Packing for the worst pays off
“We had everything we needed to be safe,” Vanessa Bridge says as she reflects on being rescued from Fiordland’s remote Dusky Track last week after activating a Personal Locator Beacon (PLB).
After breaking her ankle three days into the challenging eight-day expedition, Vanessa and her partner, Andy Reid, were thankful their “bloody heavy packs” had emergency shelter and surplus food, two important items they would have needed for an unexpected lengthy stay in the isolated outdoors.
- Certain events in the backcountry of New Zealand can lead to the possibility of you being in a survival situation, it is therefore up to you to understand how to prepare for and survive these situations.
- Having the right communication device can be a lifesaver in an emergency. Explore your device options here.
- Learn more about what to pack such as extra food, supplies and emergency shelter.
The 84km Dusky Track is no mean feat, as described on the Department of Conservation (DOC) website it's a difficult but rewarding remote track, between Lake Hauroko and Lake Manapouri, for the well-equipped, advanced tramper. Vanessa, a keen cyclist, and Andy, an adventure racer, both fitted into that category being fit and seasoned trampers.
It was late afternoon last Wednesday when the couple began the steep descent to Loch Maree hut, through forest covered by a dense tree canopy.
“Unfortunately, Vanessa slipped on a branch and broke her ankle,” Andy said.
"From there we decided that it was unlikely she would be able to proceed, so we set up camp.”
They pitched their emergency shelter, a small tent, and Vanessa rested in it in her sleeping bag while Andy went to the hut, about 1.5hours away, to collect some water and make an unsuccessful call attempt from his satellite phone.
He then left a note at the hut detailing their situation before returning to Vanessa at about 9pm.
The pair, both in their early 60s, made the decision to activate their beacon shortly before 7am on Thursday as Vanessa knew her situation wasn’t critical and was able to manage her pain levels with medication overnight.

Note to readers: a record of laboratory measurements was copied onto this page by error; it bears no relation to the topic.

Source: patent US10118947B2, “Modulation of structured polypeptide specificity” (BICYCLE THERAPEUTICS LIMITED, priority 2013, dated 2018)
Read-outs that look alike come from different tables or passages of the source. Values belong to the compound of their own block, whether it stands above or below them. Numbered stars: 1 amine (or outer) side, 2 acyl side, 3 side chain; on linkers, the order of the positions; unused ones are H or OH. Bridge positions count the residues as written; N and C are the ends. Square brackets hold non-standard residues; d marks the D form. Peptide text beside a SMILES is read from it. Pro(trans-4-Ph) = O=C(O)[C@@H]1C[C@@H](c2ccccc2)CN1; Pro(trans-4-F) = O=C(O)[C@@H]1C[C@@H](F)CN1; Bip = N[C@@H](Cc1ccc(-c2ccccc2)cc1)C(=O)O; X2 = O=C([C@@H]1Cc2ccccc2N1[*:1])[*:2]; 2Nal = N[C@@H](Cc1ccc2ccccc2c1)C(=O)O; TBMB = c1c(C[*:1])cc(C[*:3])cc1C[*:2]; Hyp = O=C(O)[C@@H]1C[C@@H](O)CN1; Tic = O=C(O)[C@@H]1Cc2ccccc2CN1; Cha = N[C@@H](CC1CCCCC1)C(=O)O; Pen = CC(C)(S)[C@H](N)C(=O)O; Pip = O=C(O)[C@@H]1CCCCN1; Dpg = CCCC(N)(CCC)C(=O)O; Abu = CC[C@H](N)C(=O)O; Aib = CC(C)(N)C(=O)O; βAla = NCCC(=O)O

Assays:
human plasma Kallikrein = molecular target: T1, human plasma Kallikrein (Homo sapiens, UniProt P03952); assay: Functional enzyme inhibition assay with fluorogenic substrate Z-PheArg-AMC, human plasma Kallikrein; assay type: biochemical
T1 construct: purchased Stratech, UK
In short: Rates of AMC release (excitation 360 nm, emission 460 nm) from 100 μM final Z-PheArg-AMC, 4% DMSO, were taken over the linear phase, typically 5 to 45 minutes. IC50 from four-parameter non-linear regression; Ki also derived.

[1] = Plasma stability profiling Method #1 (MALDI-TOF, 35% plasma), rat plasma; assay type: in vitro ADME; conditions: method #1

“Because we were under the canopy, we were thinking the signal might not get out . . . It was the first time we had used one.”
Just over an hour later they heard the hum of the helicopter overhead, and Andy waved his orange jacket in a small gap amongst the tree canopy for the rescue team to spot them. The couple were winched up separately and taken to the Te Anau Medical Centre.
Andy says the decades of outdoor experience gave him and Vanessa comfort in the situation.
“But without a PLB I would have felt more nervous as it’s very remote. . . it’s one of DOC’s hardest tracks.”
The couple had decided to take a small tent as emergency shelter, especially after reading an alert on the DOC website that mentioned the quick rise of the rivers along the track raising the possibility of having to set up camp to wait for the river level to drop, he says.
“I think there’s always the trade off with the weight that you carry. For an eight or more-day tramp, the pack was bloody heavy, maybe about 20kg.
“We probably had bought more food than we needed but if for some reason the PLB didn’t work, we would have been grateful for that,” Andy says.
Vanessa says, “I know that even if I couldn’t walk out, we had lots of food and a sleeping bag that we could have stayed for days."
The couple were very thankful for the efficient, life-saving effort by the Southern Lakes Helicopter crew and Maritime NZ’s Rescue Coordination Centre, who coordinated the rescue. The incident hasn’t deterred the couple from completing the track as they hope to finish it off within the year once Vanessa recovers.
We're using stories to help others safely enjoy the outdoors this summer. Use #ShareYourStoryNZ and #MakeItHomeNZ online to share your own story with us or email Rebekah.Wilson@mountainsafety.org.nz